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Have Public Market Returns Permanently Eclipsed Private Market Returns?

Andrea Auerbach

No, while the public market’s outperformance may seem like a total eclipse, this one, like all eclipses, will be temporary.

At present, short-term private equity returns do not compare favorably to those of public benchmarks. For the nine months ended September 30, 2023, global private equity and global venture capital underperformed the MSCI ACWI on a public market equivalent basis to the tune of 500 basis points (bps) and 1,400 bps, respectively. And, based on the strong public equity market performance through year-end 2023, as we wait for fourth quarter private investment numbers to finalize, we expect this pattern to continue.

Private investment managers incorporate public market comparables to varying degrees into their investment valuation methodologies, so it is not unusual to see private company valuations move somewhat in tandem with those of the public markets. However, this relationship often severs during extreme periods when the public markets move like an express train in either direction (up or down) due to rapidly processed information. Private markets move more like a local train, processing information (and incorporating it into valuations) on a quarterly basis. In 2023, fueled by a rally in the “Magnificent Seven” tech stocks and boosted by enthusiasm around artificial intelligence, the public markets quickly revalued upward, hitting new highs on a regular basis.

By contrast, the private markets continued to incrementally revalue downward from their arguably inflated 2021 highs and remained decoupled from the public markets. Global private equity valuations declined, then leveled out in 2023, but have not improved further. Global venture capital valuations continued their downward trend in 2023, lagging even further behind, as valuation “resets” in venture often happen during subsequent financing exercises, whenever they occur. With the percentage of flat or down rounds nearly doubling in 2023 from levels in the prior two years, many venture-backed companies have tried to delay that “reset” moment for as long as possible by conserving cash. One way to conserve cash is to reduce headcount. In fact, in 2023 there were 18x as many tech layoffs globally than in 2021, a clear indication many companies tried to hit the snooze alarm on raising another round.

It doesn’t help matters that the underperformance relative to publics has occurred during a private markets “distribution drought.” Distributions to limited partners (LPs) have fallen to their second lowest point for global private equity and their lowest point for global venture capital in more than 20 years, based on our distribution yield analysis. 1 Many investors are experiencing the dearth of returned capital from their private investment programs at the same time as program returns are underperforming relative to public markets, raising questions about the value of private investments in a program at all.

The longer the distribution drought continues, the greater the pressure on general partners (GPs) to return capital to LPs, preferably at acceptable levels of return. While that pressure is building, it is worth noting it takes an average of nine and ten years, respectively, for global private equity and global venture capital funds to distribute 1.0x the capital that has been paid in (DPI), which is essentially the same thing as returning cost back to investors. This underscores the time it takes for the private markets to deliver on expectations. The drought will end, but it won’t happen overnight. GPs can’t legally hold on to their investments forever, and delaying exits too long will impact internal rates of return and hinder their ability to raise subsequent funds. One hopeful development in 2024 is the cost and availability of leverage are becoming more favorable, combined with revalued investments, could potentially result in more transaction activity in 2024 and, therefore, more distributions.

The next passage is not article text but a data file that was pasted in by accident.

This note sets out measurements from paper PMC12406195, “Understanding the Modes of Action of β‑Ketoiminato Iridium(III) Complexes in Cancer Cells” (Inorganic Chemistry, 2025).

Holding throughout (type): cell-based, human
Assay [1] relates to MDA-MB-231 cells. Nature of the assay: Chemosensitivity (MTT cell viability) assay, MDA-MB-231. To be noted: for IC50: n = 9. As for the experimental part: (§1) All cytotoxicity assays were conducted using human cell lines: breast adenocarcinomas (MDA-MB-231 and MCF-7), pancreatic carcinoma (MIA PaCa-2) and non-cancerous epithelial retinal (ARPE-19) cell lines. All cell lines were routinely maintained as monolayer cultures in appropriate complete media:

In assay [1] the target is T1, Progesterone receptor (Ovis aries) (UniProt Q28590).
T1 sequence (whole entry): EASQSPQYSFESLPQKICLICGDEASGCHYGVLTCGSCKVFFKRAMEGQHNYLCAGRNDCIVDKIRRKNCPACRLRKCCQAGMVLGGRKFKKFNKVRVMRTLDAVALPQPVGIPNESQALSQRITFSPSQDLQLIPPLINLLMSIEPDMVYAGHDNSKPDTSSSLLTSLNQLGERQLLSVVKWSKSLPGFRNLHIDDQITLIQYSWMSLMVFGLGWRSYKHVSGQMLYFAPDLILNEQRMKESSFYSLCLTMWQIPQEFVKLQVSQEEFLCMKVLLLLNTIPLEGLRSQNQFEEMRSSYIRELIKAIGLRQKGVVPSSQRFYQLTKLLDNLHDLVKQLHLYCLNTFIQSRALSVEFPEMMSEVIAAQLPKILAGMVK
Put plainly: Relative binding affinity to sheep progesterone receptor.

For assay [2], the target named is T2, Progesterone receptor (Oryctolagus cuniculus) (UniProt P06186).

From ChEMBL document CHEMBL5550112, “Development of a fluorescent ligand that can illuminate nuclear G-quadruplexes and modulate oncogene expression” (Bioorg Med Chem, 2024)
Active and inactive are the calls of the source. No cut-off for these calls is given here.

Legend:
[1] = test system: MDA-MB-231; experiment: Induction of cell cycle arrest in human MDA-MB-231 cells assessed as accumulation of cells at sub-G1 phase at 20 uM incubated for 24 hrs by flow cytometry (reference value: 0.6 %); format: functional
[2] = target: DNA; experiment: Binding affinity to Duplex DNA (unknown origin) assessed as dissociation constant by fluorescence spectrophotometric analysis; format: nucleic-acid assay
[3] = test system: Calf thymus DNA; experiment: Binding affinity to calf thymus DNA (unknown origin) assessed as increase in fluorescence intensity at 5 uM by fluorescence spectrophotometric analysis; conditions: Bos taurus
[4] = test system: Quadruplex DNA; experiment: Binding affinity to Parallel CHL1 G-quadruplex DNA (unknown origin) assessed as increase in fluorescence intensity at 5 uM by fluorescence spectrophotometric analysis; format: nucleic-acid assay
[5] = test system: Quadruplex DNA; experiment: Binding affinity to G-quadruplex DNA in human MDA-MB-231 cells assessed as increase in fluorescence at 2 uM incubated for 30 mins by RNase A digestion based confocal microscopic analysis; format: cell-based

Experienced LPs understand private investing is a long-term strategy with performance tracked in years, not days or even months. Zooming out from the one-year return and refocusing on timeframes where private market returns are better expressed, global private equity and venture returns delivered nearly double the equivalent public market performance over three-, five-, and ten-year periods. That said, short-term public market eclipses do occur, so this moment will happen again; over the last 33 years, one-year public market returns have bested global private equity returns nine times and global venture capital returns 14 times. These eclipses can obscure the contributions private investments make to a program. They are only temporary.


Andrea Auerbach, Head of Global Private Investments


  1. Cambridge Associates defines distribution yield as distributions to LPs divided into beginning net asset value.


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Cambridge Associates is a global investment firm with 50 years of institutional investing experience. The firm aims to help pension plans, endowments & foundations, healthcare systems, and private clients implement and manage custom investment portfolios that generate outperformance and maximize their impact on the world. Cambridge Associates delivers a range of services, including outsourced CIO, non-discretionary portfolio management, staff extension and alternative asset class mandates. Contact us today.